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Chemosphere. 2018 Apr;197:42-49. doi: 10.1016/j.chemosphere.2018.01.008. Epub 2018 Jan 4.

In vitro dermal bioaccessibility of selected metals in contaminated soil and mine tailings and human health risk characterization.

Author information

1
Department of Civil, Geological and Mining Engineering, Polytechnique Montreal, H3C 3A7, Montréal, QC, Canada.
2
Department of Civil Engineering, Nazarbayev University, 010000, Astana, Kazakhstan.
3
Department of Civil, Geological and Mining Engineering, Polytechnique Montreal, H3C 3A7, Montréal, QC, Canada. Electronic address: gerald.zagury@polymtl.ca.

Abstract

Dermal exposure to contaminated sites has generally received less attention than oral/inhalation exposure due to limited exposure scenarios and less perceived potential for toxicity, however, the risk can be significant for specific contaminants and scenarios. The present study aims to (1) measure Cr, Ni, Pb, and Zn contamination in soil and mine tailings samples (n = 7), (2) determine the dermal bioaccessibility of these metals via in vitro tests using two synthetic sweat formulations (EN 1811; NIHS 96-10), and (3) obtain dermal absorbed doses (DADs) for children's and adults' exposure scenarios and compare them to derived dermal reference values. The NIHS 96-10 formulation yielded higher bioaccessibility values for all metals than EN 1811, possibly due to its lower pH. Zn had the highest bioaccessibility for both formulations whereas Cr had the lowest. There was some evidence of adsorption of initially mobilized Pb and Zn to soil with longer test times, resulting in slightly lower bioaccessibility after 8 h of testing with respect to 2 h. The calculated DADs showed that the risk for exposure was acceptable (DAD < derived dermal reference value) for all metals except for Cr(VI) considering exposure to two of the samples. The risk in the case of children's exposure scenario (play on contaminated medium) was significantly higher than the case for the adults' exposure scenario (exposure in industrial context). Additional bioaccessibility research is recommended on additional samples with differing properties/contamination profiles, on additional contaminants with high dermal affinity (especially As), and on the development/validation of in vitro dermal bioaccessibility tests.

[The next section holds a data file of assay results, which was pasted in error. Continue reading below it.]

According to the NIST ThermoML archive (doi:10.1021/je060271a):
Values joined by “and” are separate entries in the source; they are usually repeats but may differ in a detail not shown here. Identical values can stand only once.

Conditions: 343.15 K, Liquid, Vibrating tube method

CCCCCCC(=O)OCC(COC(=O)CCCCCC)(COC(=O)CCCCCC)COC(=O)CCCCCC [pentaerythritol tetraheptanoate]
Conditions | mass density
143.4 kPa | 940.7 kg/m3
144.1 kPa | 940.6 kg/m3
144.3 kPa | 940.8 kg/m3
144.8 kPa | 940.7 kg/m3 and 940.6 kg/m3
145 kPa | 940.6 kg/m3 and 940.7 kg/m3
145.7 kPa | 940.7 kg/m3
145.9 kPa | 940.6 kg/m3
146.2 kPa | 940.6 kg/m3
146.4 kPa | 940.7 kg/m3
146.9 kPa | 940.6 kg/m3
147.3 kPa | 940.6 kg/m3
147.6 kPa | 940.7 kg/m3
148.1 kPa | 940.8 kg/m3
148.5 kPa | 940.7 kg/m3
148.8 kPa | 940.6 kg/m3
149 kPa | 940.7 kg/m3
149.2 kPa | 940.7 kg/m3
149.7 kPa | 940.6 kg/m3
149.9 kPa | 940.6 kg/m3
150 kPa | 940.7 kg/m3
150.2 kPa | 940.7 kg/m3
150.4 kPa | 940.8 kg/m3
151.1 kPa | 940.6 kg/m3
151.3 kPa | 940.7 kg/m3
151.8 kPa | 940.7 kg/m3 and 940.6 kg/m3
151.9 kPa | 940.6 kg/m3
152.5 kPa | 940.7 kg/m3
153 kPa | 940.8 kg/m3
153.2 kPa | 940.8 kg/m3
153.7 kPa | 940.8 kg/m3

KEYWORDS:

Dermal absorption; Heavy metals; Human health risk characterization; In vitro dermal bioaccessibility; Mine tailings; Soil contamination

[Indexed for MEDLINE]

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